(From Ephesians 2: 11-22)
So then, remember that at one time you Gentiles by birth, called “the uncircumcision” by those who are called “the circumcision”—a physical circumcision made in the flesh by human hands—remember that you were at that time without Christ, being aliens from the commonwealth of Israel, and strangers to the covenants of promise, having no hope and without God in the world. But now in Christ Jesus you who once were far off have been brought near by the blood of Christ. For he is our peace; in his flesh he has made both groups into one and has broken down the dividing wall, that is, the hostility between us. He has abolished the law with its commandments and ordinances, that he might create in himself one new humanity in place of the two, thus making peace, and might reconcile both groups to God in one body through the cross, thus putting to death that hostility through it. So he came and proclaimed peace to you who were far off and peace to those who were near; for through him both of us have access in one Spirit to the Father. So then you are no longer strangers and aliens, but you are citizens with the saints and also members of the household of God, built upon the foundation of the apostles and prophets, with Christ Jesus himself as the cornerstone. In him the whole structure is joined together and grows into a holy temple in the Lord;in whom you also are built together spiritually] into a dwelling place for God.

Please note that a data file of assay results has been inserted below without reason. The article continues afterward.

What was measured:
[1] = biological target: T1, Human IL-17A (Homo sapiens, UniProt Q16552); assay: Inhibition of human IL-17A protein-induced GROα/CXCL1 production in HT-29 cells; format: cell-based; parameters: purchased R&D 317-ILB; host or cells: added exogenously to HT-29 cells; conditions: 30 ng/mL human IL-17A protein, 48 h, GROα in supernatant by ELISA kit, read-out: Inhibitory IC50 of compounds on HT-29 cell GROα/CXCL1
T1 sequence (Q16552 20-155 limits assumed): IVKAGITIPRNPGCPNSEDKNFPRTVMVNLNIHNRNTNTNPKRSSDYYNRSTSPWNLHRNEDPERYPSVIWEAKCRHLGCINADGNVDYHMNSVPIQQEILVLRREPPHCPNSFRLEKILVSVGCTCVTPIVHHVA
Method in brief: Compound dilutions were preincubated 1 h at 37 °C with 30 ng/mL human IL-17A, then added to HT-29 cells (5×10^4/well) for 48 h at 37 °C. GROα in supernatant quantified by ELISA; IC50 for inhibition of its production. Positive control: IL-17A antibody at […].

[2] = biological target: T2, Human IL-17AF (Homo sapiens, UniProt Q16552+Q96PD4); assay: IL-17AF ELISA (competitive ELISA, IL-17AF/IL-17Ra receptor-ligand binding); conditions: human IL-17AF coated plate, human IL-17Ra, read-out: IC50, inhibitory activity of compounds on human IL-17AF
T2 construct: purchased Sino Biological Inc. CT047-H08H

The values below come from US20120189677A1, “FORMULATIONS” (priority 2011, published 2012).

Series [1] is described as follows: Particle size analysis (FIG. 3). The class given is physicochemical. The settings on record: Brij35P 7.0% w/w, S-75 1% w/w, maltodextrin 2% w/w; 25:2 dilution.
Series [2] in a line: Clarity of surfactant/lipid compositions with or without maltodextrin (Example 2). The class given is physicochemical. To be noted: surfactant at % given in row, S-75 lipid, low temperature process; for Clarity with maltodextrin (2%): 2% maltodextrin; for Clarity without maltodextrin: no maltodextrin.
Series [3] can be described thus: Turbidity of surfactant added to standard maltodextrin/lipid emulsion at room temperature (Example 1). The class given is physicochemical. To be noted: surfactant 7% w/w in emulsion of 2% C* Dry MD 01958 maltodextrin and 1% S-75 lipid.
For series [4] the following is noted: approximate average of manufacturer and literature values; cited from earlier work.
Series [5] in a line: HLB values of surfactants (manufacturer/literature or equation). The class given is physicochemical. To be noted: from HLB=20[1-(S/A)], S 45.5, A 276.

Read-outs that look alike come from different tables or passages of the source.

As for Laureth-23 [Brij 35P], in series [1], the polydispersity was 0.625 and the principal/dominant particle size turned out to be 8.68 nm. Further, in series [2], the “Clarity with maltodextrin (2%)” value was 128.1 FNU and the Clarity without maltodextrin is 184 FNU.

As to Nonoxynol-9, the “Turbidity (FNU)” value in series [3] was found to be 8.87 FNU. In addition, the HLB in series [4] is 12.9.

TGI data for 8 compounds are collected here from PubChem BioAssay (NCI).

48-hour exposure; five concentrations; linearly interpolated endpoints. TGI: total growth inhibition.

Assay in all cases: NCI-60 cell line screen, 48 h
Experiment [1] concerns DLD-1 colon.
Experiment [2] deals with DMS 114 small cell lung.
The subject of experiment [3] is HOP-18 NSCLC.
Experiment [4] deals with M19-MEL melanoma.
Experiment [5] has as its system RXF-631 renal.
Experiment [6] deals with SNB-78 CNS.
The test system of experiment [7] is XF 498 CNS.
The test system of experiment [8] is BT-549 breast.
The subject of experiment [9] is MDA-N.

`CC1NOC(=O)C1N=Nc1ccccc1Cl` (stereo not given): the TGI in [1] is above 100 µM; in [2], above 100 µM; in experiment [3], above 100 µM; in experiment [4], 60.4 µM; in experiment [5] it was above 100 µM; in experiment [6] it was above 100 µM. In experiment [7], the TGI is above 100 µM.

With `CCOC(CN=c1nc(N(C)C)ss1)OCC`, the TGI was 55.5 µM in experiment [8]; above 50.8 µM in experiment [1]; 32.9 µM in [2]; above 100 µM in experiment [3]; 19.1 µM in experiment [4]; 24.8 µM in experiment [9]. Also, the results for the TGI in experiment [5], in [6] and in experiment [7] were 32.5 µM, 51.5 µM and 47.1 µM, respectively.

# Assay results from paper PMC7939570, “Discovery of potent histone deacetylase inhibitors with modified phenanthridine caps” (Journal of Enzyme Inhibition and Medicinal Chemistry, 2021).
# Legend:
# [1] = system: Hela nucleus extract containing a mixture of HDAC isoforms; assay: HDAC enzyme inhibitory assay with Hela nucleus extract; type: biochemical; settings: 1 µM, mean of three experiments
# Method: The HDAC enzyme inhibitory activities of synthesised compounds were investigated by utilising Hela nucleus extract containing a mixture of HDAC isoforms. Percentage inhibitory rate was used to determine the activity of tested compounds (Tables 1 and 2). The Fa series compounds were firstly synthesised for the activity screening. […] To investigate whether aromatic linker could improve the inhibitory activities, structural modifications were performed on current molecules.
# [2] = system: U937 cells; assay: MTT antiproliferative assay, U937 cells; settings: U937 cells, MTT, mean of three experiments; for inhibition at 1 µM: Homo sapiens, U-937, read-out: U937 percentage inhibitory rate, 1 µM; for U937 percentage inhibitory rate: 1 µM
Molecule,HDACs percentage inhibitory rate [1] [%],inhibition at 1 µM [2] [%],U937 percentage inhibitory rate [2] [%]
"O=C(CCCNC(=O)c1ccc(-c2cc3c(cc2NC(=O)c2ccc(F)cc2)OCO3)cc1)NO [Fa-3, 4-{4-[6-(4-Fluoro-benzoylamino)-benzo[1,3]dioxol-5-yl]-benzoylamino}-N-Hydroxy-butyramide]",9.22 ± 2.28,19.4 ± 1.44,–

Many people who hear the familiar phrase, “Everyone is equal, but some are more equal than others” will likely recall its similarity to the famous line from George Orwell’s Novel Animal Farm—“All animals are equal, but some animals are more equal than others.” The implication in each of these statements is that although the equality of all the members of a group is declared to be a fact, the reality is that some subset of the group actually receives better treatment than the rest of the group. Case in point: life at the Animal Farm.
The shortened plot of Orwell’s satirical novel, Animal Farm, is that the animals on a farm revolt against the treatment of their human masters, taking over a farm which they then rename “Animal Farm.” The animals initially adopt a set of “Commandments of Animalism” as their guiding principles. The most important of these commandments proclaims that “All animals are equal.” It does not take long on the farm, however, for one group of animals, the pigs, to betray the other animals and rise to a position of power. Once established, the pigs rewrite the guiding commandments, summarizing them into one new commandment—“All animals are equal, but some animals are more equal than others.” With this move, the idealized egalitarian society of the animals becomes a new dictatorship under the direction of the new ruling class, the pigs.